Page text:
How Neighborhood Trees Improve Public Health

New research reveals more of the details of how trees provide therapeutic effects for humans.

January 29, 2016, 1:00 PM PST

By James Brasuell @CasualBrasuell


Rua Goncalo de Carvalho

Amigos da Rua Goncalo / Wikimedia Commons

Alex Hutchinson writes of the larger implications of a new study published by the journal Scientific Reports into the nature of the therapeutic benefits of trees.

A team of researchers in the United States, Canada, and Australia, led by the University of Chicago psychology professor Marc Berman, collected two large data sets from the city of Toronto, according to Hutchinson, "both gathered on a block-by-block level; the first measures the distribution of green space, as determined from satellite imagery and a comprehensive list of all five hundred and thirty thousand trees planted on public land, and the second measures health, as assessed by a detailed survey of ninety-four thousand respondents." 

The study's findings: "an additional ten trees on a given block corresponded to a one-per-cent increase in how healthy nearby residents felt." Berman is quoted directly to add perspective:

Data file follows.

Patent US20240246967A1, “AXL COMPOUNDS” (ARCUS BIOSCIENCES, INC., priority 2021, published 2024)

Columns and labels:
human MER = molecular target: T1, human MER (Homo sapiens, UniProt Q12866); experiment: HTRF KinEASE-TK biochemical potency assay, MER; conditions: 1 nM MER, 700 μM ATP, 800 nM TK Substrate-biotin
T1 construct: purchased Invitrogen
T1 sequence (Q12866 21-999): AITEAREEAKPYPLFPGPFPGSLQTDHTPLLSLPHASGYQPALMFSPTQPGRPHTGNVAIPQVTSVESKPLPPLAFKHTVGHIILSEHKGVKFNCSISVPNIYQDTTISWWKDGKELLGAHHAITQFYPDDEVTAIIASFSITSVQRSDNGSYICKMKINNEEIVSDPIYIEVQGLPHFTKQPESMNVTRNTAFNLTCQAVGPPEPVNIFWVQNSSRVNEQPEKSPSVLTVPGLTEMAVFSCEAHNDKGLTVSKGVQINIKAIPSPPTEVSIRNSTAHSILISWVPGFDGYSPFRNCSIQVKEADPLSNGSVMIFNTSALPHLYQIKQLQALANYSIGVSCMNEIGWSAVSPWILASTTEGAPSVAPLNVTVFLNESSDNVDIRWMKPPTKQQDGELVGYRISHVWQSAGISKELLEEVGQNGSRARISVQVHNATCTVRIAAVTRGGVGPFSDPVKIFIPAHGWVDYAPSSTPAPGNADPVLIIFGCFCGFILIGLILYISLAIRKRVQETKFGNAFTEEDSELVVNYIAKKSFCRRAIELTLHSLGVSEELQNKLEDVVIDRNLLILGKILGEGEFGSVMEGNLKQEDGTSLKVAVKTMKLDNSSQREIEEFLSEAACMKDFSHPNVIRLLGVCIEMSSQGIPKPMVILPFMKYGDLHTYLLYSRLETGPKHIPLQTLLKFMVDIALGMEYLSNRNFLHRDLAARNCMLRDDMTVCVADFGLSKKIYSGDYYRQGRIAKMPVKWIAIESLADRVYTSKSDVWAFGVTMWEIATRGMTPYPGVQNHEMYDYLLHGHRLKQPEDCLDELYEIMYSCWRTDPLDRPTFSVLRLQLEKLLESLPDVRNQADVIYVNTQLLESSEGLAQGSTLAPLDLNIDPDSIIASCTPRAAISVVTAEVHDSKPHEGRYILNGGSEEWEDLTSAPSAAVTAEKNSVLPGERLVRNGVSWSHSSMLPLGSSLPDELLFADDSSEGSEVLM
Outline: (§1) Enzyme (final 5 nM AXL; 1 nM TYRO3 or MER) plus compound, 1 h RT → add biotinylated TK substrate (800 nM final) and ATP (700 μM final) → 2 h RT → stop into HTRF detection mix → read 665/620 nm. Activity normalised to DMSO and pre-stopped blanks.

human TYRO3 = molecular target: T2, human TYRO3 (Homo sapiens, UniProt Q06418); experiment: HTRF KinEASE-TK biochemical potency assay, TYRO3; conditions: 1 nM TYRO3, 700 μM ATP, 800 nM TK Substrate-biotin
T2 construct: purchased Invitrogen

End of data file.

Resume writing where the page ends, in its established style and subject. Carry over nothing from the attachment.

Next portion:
'To get an equivalent increase with money, you’d have to give each household in that neighborhood ten thousand dollars—or make people seven years younger,' Berman told me.

A discussion of some of the study's subtler details, however, inspires Hutchinson to muse on large questions, like how the findings relate to a theory proposed by William James in the late 19th century about "voluntary" and "involuntary" attention. Berman's study produces a counter point to recent research identifying the negative effects of the urban tree canopy, as well as a chance for Hutchinson to propose a closer attention to the details of Berman's studies for the purposes of public health benefits.

Wednesday, January 27, 2016 in The New Yorker

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